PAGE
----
It's not one thing. It's several things.
While the most popular stories around startups involve founders having the "big idea" that finally moved the needle for a business, this is usually not the case.
It's usually multiple, smaller building blocks that stack on top of each other and compound growth together.
So, you need to:
1) Drive awareness with content, paid media, social
2) Nurture customers as they enter your funnel with education, sales enablement, resources
3) Engage customers with an efficient and effective sales process
4) Empower customers to get to value faster, with better onboarding experiences
5) Enable customers to get more value from your platform as time goes on, including bringing on additional people from their teams / orgs onto the platform
6) Expand customers as they increase their usage on the platform with more effective pricing
7) Find additional products and services to offer more value to your customers
and much more.
You need to do it all. It's not one...
Too much content out there is self-serving. How do you tell if content is self-serving? Here are some tells.
1) It focuses on "look at me" as the main message.
2) It is not truly helpful at solving an audience's pain.
3) It is rooted in ego and uses cliche words like "groundbreaking", "cutting-edge", "seamless", "robust" etc. as a way to highlight how wonderful the person / company putting out the content is.
Servant content by contrast is all about the audience. It:
-Shows a deep understanding for a problem a person / group of people is facing
-Helps them solve a real challenge / pain they are facing
-Gives them as much information as possible to empower them to make the right decision for them.
Servant content is hard to come by because writing self-serving content is a LOT easier. Servant content means taking a lot of time, effort and empathy to produce.
Create more servant content.
Marketing reporting to the Chief Revenue Officer is one of the worst ideas generated inside the hierarchy of so many organizations.
"By having marketing report to the CRO, we have one revenue organization" -- this is the most common reason cited for the blunder.
The BIG error in this thinking is that the CRO is often a sales leader who defaults to sales thinking when it comes to critical marketing decisions. This is a recipe for disaster.
What would a sales-leaning CRO decide when hiring? One more sales rep or more marketing budget? Likely answer is one more sales rep.
The move also creates a layer of bureaucracy between marketing and the CEO -- the person who is ultimately needed to increase marketing impact.
By having marketing report to the CRO / VP of Sales, the CEO foregoes:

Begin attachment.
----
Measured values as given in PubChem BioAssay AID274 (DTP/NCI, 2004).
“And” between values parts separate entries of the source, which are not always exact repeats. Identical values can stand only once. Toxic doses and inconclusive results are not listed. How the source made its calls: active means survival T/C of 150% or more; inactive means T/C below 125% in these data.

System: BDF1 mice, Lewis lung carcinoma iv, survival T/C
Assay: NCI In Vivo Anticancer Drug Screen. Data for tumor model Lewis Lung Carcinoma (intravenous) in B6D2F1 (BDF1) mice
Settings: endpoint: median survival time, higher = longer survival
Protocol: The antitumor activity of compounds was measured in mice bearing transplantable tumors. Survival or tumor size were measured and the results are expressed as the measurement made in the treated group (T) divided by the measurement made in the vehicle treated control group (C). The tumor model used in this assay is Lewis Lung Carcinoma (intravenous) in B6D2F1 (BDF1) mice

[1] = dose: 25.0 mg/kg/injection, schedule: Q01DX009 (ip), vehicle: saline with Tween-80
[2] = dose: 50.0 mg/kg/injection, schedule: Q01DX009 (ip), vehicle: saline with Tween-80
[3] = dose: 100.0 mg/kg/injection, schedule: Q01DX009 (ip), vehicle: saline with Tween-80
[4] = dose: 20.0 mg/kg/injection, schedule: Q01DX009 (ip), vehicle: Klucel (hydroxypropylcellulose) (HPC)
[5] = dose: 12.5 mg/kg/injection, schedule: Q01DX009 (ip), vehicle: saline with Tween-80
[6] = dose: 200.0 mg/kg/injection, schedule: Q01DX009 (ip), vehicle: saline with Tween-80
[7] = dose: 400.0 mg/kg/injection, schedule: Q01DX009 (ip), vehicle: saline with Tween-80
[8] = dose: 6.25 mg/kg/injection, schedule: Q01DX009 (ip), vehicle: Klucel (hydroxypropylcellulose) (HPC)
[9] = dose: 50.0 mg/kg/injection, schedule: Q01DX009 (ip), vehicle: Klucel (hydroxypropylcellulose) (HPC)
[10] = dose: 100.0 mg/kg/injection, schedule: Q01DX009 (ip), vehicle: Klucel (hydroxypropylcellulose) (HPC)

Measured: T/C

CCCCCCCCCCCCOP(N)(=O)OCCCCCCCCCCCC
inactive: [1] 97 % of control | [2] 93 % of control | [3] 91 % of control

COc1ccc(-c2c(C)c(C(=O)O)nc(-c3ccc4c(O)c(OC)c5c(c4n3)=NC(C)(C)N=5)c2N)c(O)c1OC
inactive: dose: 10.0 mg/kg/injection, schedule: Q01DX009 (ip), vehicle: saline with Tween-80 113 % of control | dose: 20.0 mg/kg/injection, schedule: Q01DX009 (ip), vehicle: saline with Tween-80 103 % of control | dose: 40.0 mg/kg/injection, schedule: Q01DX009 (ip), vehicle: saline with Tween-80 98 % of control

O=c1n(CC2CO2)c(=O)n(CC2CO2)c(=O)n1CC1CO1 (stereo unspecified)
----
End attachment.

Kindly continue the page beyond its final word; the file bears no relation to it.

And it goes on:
-Taking charge of the brand narrative and story
-Connection to the market and customers
-Understanding and balancing the investment in sales and marketing
-Giving marketing the right budget needed
The best companies are founded by people who have an earned secret or insight about a critical market problem.
These people have often experienced the market problem and pain points first hand. They also have unique industry knowledge and understand the required scope to solve the problem.
They end up being the first Product Managers of the company to figure out what a possible solution looks like. They also end up being the first marketers and sales people who bring together the story and positioning of the company to close deals.
This is why having the right founder for the right problem is critical. It is also why Founder-Market fit is more important than Product-Market fit.
There's a school of thought that suggests that creating a high volume of content is the key to building an audience.
There is some truth to that but there is also a false bar being set.
Creating unlimited content is valuable if you are able to find unlimited distribution.
The way to do this is beyond just posting 10 times a day on LinkedIn or Instagram or YouTube, which will surely lead to burn out because you constantly have to create more content to stay relevant.
You're also hoping the algorithm will help you find more people who view your content --- hoping that those people are your ideal customers as well.
This kind of strategy is pumped by proponents of hustle culture. Post 10 times a day till someone notices you. Keep posting. Keep grinding. (Forget your mental health, don't spend time with family, over-index on content vs. other areas of the business like services or product etc.)
Instead, creating the right pieces of content and finding distribution at scale is the key.